The Slatest

What Were the Trump Campaign’s Ties to Cambridge Analytica?

A laptop showing the Facebook logo is held alongside a Cambridge Analytica sign at the entrance to the building housing the offices of Cambridge Analytica, in central London on March 21, 2018.
Daniel Leal-Olivas/Getty Images

The extent and exact timeline of the Trump campaign’s association with under-fire British data firm Cambridge Analytica remains hazy, but Trump’s data operation has been on the radar of special counsel Robert Mueller. Mueller’s team has been sorting through the ties between the campaign, Cambridge Analytica, and the Republican National Committee, ABC News reports. A Trump campaign spokesperson, however, denied that the campaign used Cambridge Analytica’s data at all, saying the Trump operation instead relied on the RNC voter data. “Using the RNC data was one of the best choices the campaign made,” the spokesperson said. “Any claims that voter data were used from another source to support the victory in 2016 are false.” This contradicts the previous statements of Trump officials.

“Cambridge began courting the Trump campaign early on, making at least three unsuccessful overtures in early 2015 and 2016, according to a source familiar with the conversations,” according to CNN. “In the meantime, Cambridge inked deals with the presidential campaigns of Carson, now the secretary of housing and urban development, and Texas Sen.
Ted Cruz, according to Federal Election Commission data and campaign operatives.” Cambridge Analytica was officially brought into Trump World in June 2016 by Brad Parscale, who was then a digital advisor to the Trump campaign. But not everyone was sold on the company, CNN reports, including Trump campaign head Paul Manafort, who thought the company was “full of shit.”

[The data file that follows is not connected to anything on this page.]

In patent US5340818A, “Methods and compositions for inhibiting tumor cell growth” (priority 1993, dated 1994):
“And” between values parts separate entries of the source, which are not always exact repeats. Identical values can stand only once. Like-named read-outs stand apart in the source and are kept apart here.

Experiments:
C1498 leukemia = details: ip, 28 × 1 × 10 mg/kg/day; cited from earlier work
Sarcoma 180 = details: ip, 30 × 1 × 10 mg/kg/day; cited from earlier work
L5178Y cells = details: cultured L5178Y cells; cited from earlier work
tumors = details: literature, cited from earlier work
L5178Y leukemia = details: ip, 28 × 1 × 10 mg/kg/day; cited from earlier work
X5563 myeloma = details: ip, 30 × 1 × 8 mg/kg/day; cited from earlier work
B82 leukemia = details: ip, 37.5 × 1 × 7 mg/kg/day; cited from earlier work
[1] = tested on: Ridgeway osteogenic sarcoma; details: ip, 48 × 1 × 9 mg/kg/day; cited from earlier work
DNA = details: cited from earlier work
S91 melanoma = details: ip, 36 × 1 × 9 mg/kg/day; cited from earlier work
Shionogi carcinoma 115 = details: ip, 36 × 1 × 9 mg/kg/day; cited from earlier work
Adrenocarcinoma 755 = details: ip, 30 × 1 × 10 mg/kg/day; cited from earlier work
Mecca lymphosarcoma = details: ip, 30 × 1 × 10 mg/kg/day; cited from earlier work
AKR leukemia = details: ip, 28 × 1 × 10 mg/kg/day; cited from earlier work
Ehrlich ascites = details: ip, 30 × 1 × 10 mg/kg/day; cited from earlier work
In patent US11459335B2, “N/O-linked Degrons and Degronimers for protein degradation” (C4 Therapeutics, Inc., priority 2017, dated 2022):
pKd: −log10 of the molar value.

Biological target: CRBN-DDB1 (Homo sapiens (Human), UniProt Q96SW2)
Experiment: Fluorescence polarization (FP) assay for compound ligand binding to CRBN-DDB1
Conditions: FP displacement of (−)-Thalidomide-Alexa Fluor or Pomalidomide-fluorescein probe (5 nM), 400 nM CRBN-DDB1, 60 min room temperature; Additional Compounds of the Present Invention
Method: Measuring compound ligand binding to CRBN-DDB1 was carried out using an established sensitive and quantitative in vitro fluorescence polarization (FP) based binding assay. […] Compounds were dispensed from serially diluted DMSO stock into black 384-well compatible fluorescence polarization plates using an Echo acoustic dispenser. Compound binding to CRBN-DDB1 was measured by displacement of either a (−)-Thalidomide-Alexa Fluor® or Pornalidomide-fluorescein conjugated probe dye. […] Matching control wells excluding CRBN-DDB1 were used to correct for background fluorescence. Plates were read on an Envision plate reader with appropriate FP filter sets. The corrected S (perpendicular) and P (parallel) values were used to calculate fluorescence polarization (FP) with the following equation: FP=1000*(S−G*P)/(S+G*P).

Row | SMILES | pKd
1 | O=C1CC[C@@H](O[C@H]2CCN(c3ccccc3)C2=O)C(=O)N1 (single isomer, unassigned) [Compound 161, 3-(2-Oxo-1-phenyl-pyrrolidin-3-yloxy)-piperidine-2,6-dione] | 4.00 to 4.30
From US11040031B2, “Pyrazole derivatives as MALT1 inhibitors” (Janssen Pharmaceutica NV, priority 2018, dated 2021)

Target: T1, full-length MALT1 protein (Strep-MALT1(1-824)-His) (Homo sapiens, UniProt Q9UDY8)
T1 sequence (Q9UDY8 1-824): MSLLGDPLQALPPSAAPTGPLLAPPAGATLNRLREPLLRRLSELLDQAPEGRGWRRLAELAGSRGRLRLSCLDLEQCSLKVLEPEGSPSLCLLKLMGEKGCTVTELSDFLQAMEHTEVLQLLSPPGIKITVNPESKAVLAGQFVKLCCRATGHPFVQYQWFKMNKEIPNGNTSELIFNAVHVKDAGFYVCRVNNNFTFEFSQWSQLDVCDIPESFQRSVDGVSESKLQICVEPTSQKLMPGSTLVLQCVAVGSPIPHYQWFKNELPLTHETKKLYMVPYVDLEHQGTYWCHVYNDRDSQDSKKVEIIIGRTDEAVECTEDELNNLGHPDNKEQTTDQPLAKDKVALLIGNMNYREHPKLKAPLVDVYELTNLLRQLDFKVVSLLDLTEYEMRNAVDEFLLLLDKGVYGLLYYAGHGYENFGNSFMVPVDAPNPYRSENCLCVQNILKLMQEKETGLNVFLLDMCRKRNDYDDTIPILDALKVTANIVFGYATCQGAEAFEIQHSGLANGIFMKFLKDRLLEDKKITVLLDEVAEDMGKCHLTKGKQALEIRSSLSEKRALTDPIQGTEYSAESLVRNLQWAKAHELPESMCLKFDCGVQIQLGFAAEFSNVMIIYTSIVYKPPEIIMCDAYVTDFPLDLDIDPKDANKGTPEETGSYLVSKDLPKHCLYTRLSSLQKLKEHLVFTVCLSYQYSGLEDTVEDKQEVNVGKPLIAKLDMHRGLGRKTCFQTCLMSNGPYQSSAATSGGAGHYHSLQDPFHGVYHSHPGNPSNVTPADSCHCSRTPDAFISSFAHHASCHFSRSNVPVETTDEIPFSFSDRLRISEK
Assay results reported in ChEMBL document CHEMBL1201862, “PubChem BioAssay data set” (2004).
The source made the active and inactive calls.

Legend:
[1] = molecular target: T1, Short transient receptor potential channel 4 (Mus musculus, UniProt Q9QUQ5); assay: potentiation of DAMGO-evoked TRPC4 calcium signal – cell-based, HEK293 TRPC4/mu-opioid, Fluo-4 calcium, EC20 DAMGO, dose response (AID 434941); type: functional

From ABC News:

Three Cambridge Analytica employees, including two data scientists, immediately moved to San Antonio to embed with Parscale’s firm and by August, the number of fulltime staffers in Texas ballooned to 13. The team led by Matt Oczkowski, who served as the data firm’s chief product officer, was divided into three groups focusing on data science, research and polling and marketing. Parscale would eventually leave Texas to move into Trump Tower in September, and the data firm sent a mid-level employee with him to interpret daily polling reports, according to sources.

“Cambridge Analytica was one entity involved in creating the voter information and fundraising database now known as Project Alamo, built jointly by staffers from the RNC, the Trump campaign and Parscale’s firm with data supplied by the RNC and the campaign, sources said,” according to ABC News. “Overseeing that effort was Parscale, [who] coordinated work with Cambridge Analytica executives to identify voters who were undecided and use social media to motivate them to support Trump over Hillary Clinton.”

Elliot Hannon is a writer in New York City.